Voice of America
Sept 30 2005

Standoff Threatens Start of Turkey's Membership Negotiations with EU
By Roger Wilkison

European Union foreign ministers will hold emergency talks in
Luxembourg Sunday in a last-ditch attempt to break a deadlock over
the scheduled beginning of the bloc's membership negotiations with
Turkey a day later. The standoff has been caused by Austria's
insistence that the EU should only open talks if a clear alternative
to full membership for Turkey is inserted in the negotiating

Last December, all 25 EU members, including Austria, agreed that
Turkey's long-sought membership talks should begin on October 3.
They promised Turkey that the goal of the negotiations, which are
expected to take at least a decade, would be full membership in the
bloc and nothing else.

But that was before voters in France and the Netherlands turned down
the EU's draft constitution. Among the reasons they gave for doing
so was a concern about the EU's ability to absorb such a huge, mostly
poor and overwhelmingly Muslim country like Turkey.

Whereas most EU states think they should stick to their commitment to
begin talks with Turkey, given Ankara's fulfillment of EU demands
that it improve human rights, reform its judicial system and move
towards a market economy, most European citizens are either opposed
or indifferent to Turkish membership.

Austria is the only EU country to publicly oppose the start of talks
with Turkey. Vienna says the negotiations should only begin if
Turkey is offered an option to full membership that Austrian
diplomats describe as a "privileged partnership" with the bloc.

Turkey says it will not accept any goal for the negotiations other
than full membership and has warned the EU it will not show up for
Monday's talks unless that is made clear.

Fadi Hakura, a specialist on Turkey at London's Chatham House
research institute, says the Austrian government is trying to score
points with its Turco-skeptic voters and may also be trying to force
the EU to start negotiations with Croatia, whose membership it has
long supported.

"Austrian public opinion at the present time is hostile to Turkey's
EU accession hopes," said Fadi Hakura. "Also, Austria is trying to
use, it seems to me that it is trying to use [Turkish] accession as a
leverage to open accession talks with Croatia. And also, for
domestic political consumption, it has adopted somewhat of a tough

British diplomats, whose country holds the rotating EU presidency,
are scrambling to work out a deal with the Austrians to soften their
opposition to Turkey. One possibility is a commitment for the EU to
begin membership talks with Croatia in the near future, under certain
conditions. The EU has suspended such talks with Croatia because of
what it says is Croatia's failure to cooperate with the war crimes
tribunal for the former Yugoslavia.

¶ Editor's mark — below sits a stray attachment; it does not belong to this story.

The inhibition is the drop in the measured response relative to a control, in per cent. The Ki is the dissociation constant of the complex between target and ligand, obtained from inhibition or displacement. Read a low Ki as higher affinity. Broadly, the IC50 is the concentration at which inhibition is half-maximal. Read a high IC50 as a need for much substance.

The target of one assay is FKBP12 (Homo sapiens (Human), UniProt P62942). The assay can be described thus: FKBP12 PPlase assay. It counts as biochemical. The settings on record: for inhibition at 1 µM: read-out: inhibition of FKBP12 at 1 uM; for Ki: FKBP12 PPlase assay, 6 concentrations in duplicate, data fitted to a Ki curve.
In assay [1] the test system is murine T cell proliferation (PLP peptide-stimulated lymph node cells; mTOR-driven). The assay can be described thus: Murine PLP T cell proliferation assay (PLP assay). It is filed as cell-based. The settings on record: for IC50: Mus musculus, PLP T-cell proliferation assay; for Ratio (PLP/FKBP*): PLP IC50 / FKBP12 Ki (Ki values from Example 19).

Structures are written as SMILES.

Diplomats in Brussels say there are two other options to resolve the
impasse and arrive at the consensus the EU needs to proceed with
opening the talks with Turkey. One is to craft a declaration that
could mollify Austria's demands without alienating the Turks, a
difficult challenge at this point. And the second is for the other
24 EU members to stare Austria down and remind it that it is going
back on the commitment it made last December to begin negotiations
with Turkey.

Even if membership talks do begin on schedule, Turkey will have a
rough time in the years ahead. The European Parliament demanded this
week that Turkey recognize the killing of Armenians by the Ottoman
Empire during World War I as genocide. Cyprus threatens to block the
negotiations if Turkey does not soon recognize the island's
government. And France says it will hold a referendum on Turkish
entry into the EU once negotiations are concluded.

In Turkey, meanwhile, there is anger and frustration at what Turks
see as the EU's backpedaling on its pledge to admit their country.

Deniz Baykal, the head of the Republican Peoples' Party, the only
major opposition group in parliament, reflects Turkish public opinion
when he says the EU keeps moving the goal posts.

"We have taken important reforms during the last several years," Mr.
Baykal said. "We changed our constitution. We changed our
legislation. We changed our practices...Now, the European Union is
saying that Turkey's being a member of Europe does not depend on
Turkey's performance, but [on] our capability of having Turkey as a
big country in Europe. They were asking Turkey to meet certain
criteria. Now they begin to say that they themselves are not ready
to accept Turkey."

Turkish diplomats in Brussels say the combination of opposition among
Europeans to Turkey's membership and EU demands on such issues as
Kurdish rights, Cyprus and the killing of Armenians have inflamed
deep-seated Turkish nationalism. They say that most Turks still
support EU membership, but that the percentage is steadily
decreasing. And they say that, as Turkey and the EU get down to the
nitty-gritty of negotiations, that support could fall even further.

From: Emil Lazarian | Ararat NewsPress